Cultural appropriation, go fish.

Cultural appropriation has been talked about for several years now, typically in a pop culture context – music, hair styles, clothing, the Kardashians. But while the concept of cultural appropriation has become very mainstream there are still questions about if particular actions and items have been appropriated (and from who and with what intent.) Not even burritos are safe from scrutiny.
But oddly enough cultural appropriation is a hot topic in art right now too. In March at the Whitney Biennial Dana Schutz‘s piece Open Casket (a painting of Emmitt Till based off of photographs taken at his funeral service) caused protests, letter writing,  tweets, news articles, opinion pieces, and the buttonholing of several black artists for their thoughts and feelings about the work. Ultimately, the work remained on the wall where the Whitney had hung it. In May a sculpture entitled Scaffold created by Sam Durant and installed at the Walker Art Center in Minneapolis also caused protests, tweets, and news articles. The Dakota Nation, some of the residents of Minneapolis, and a vocal portion of the online art community felt that Durant’s work was insensitive to the descendants of the Dakota 38. The mediated outcome of the dispute was that the work would be disassembled and ceremoniously burned. The NYTimes published an article in their Art and Design section discussing and comparing these two events last week.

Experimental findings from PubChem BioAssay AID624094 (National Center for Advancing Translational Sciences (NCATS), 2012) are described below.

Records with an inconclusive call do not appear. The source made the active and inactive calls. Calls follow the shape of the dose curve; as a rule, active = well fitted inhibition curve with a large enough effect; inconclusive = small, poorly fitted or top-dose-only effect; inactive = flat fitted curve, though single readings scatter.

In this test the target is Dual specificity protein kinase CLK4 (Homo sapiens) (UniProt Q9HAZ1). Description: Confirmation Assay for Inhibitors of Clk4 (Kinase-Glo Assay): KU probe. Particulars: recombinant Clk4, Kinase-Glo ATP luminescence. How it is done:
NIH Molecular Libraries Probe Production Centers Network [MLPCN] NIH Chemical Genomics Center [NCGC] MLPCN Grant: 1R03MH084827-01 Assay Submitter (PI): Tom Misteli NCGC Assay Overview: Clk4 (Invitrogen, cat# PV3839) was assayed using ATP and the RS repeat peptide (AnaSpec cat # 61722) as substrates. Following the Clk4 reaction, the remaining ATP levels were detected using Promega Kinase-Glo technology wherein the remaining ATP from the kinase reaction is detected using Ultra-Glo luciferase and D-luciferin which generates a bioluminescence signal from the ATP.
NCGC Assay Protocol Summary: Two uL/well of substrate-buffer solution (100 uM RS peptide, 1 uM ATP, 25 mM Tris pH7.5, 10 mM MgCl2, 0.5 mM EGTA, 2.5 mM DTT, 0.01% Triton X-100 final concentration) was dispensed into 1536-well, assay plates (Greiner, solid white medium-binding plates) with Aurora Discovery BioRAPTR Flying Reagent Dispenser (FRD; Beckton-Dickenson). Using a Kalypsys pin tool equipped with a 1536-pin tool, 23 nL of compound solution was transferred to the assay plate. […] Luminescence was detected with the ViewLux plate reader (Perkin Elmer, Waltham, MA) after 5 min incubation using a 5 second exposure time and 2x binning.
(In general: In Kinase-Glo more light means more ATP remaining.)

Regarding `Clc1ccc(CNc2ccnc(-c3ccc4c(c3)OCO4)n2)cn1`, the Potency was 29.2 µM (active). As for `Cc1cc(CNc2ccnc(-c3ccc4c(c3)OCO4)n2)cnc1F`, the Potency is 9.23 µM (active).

The thing is cultural appropriation should be old news in the art world because artists have been doing it for centuries. We called it Primitivism at one point. (Gauguin did it. Matisse did it. Picasso too.) Hell, Europeans culturally appropriated so much Japanese art (after beginning trade routes and diplomatic contact in the mid 1850’s) that it got it’s own name – Japonisme. Van Gogh was a big fan of Japanese art – so was Whistler. But even before that artists were cherry picking ideas, techniques, styles, and materials from past periods in history or from other cultures.
In my mind, it’s a bit like that Hank Williams, Jr. song ~it’s a family tradition~ which is not to say that it’s right just that a certain amount should be expected in a culturally diverse society. I think the greater problem is denigrating the members of a culture while appropriating elements from their culture and acting like it belongs to a larger, oppressive society.